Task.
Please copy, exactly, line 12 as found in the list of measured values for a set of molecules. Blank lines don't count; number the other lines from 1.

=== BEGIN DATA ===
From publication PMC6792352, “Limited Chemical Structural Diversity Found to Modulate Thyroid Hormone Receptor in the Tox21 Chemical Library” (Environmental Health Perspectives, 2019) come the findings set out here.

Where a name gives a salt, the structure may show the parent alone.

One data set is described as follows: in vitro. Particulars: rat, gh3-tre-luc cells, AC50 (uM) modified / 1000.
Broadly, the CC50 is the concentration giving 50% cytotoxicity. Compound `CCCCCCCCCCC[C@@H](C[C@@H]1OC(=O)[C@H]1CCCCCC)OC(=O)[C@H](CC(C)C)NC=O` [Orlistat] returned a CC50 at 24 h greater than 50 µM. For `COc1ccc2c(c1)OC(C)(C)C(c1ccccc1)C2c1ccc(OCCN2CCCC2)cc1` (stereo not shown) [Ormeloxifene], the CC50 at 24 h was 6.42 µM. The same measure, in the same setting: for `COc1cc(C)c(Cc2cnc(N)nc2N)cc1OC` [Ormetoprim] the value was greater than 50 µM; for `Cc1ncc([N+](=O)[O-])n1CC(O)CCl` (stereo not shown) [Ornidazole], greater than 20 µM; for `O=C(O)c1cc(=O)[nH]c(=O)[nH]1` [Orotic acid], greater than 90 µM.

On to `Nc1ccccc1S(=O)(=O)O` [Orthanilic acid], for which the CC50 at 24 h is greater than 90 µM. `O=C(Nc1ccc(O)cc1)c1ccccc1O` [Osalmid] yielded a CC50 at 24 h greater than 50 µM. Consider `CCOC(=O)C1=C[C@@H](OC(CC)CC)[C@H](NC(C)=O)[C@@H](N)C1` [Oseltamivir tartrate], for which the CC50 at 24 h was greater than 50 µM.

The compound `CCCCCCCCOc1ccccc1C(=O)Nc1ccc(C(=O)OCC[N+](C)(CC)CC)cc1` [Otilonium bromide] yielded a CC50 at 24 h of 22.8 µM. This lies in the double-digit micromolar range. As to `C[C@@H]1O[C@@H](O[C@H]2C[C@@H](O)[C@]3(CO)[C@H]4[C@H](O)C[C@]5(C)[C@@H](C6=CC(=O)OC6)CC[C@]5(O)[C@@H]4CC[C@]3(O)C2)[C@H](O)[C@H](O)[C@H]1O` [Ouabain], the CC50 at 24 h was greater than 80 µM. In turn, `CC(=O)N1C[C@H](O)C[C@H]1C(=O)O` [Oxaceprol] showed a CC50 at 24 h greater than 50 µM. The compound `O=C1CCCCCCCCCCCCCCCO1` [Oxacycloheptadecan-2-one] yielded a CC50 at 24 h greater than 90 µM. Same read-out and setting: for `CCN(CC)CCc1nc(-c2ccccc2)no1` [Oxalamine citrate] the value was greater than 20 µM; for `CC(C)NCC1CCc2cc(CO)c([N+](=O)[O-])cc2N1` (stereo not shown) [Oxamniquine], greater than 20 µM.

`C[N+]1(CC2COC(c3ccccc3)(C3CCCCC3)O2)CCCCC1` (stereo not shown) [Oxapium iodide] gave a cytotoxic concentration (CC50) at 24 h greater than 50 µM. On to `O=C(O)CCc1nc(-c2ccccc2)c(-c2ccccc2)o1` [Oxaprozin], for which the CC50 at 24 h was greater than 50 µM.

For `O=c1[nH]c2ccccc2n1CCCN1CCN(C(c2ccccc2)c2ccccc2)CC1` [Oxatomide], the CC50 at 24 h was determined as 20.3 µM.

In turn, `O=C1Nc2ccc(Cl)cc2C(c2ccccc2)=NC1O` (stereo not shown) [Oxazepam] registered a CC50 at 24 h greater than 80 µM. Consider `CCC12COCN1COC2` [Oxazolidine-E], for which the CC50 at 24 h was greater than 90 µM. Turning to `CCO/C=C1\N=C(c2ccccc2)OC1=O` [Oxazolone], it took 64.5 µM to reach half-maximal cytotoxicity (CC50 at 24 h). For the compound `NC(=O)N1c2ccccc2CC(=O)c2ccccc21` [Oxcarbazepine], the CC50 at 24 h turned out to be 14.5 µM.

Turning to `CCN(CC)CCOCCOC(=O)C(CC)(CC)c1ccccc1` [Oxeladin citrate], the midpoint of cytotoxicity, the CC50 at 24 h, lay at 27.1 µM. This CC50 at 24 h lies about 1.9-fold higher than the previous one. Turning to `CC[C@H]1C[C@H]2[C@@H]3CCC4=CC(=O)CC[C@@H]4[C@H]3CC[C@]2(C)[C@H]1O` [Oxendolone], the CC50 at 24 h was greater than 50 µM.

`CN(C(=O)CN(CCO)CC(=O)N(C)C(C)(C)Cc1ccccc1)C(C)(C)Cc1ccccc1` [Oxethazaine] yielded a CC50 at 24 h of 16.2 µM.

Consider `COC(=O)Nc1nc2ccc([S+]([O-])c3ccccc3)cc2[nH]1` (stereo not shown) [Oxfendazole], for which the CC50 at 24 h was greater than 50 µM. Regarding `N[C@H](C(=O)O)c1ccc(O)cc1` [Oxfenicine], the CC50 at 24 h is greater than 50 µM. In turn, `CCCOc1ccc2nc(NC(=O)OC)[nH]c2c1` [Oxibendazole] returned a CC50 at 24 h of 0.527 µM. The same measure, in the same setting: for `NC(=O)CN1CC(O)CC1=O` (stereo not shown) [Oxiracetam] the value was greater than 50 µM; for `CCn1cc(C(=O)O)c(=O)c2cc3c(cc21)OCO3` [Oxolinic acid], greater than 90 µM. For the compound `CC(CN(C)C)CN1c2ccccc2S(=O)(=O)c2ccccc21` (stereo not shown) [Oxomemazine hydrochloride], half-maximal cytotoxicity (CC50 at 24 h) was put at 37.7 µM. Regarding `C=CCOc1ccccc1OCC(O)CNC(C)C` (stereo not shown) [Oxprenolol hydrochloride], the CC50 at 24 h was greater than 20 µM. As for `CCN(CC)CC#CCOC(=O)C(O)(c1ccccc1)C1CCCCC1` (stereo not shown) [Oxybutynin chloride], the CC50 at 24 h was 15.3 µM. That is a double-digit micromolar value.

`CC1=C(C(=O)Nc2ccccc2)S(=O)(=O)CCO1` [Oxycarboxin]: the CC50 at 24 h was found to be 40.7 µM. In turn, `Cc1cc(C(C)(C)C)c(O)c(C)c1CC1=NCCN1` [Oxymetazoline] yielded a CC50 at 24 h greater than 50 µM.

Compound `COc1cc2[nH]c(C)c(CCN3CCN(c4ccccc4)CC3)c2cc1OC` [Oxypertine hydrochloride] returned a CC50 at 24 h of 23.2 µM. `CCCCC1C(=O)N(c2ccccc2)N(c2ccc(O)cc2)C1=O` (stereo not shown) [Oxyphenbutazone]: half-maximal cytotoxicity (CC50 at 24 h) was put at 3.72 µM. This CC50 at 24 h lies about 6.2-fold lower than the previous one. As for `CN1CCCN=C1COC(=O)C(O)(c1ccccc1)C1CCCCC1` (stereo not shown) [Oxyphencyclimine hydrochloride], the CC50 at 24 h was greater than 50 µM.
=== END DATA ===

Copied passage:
Consider `COC(=O)Nc1nc2ccc([S+]([O-])c3ccccc3)cc2[nH]1` (stereo not shown) [Oxfendazole], for which the CC50 at 24 h was greater than 50 µM. Regarding `N[C@H](C(=O)O)c1ccc(O)cc1` [Oxfenicine], the CC50 at 24 h is greater than 50 µM. In turn, `CCCOc1ccc2nc(NC(=O)OC)[nH]c2c1` [Oxibendazole] returned a CC50 at 24 h of 0.527 µM. The same measure, in the same setting: for `NC(=O)CN1CC(O)CC1=O` (stereo not shown) [Oxiracetam] the value was greater than 50 µM; for `CCn1cc(C(=O)O)c(=O)c2cc3c(cc21)OCO3` [Oxolinic acid], greater than 90 µM. For the compound `CC(CN(C)C)CN1c2ccccc2S(=O)(=O)c2ccccc21` (stereo not shown) [Oxomemazine hydrochloride], half-maximal cytotoxicity (CC50 at 24 h) was put at 37.7 µM. Regarding `C=CCOc1ccccc1OCC(O)CNC(C)C` (stereo not shown) [Oxprenolol hydrochloride], the CC50 at 24 h was greater than 20 µM. As for `CCN(CC)CC#CCOC(=O)C(O)(c1ccccc1)C1CCCCC1` (stereo not shown) [Oxybutynin chloride], the CC50 at 24 h was 15.3 µM. That is a double-digit micromolar value.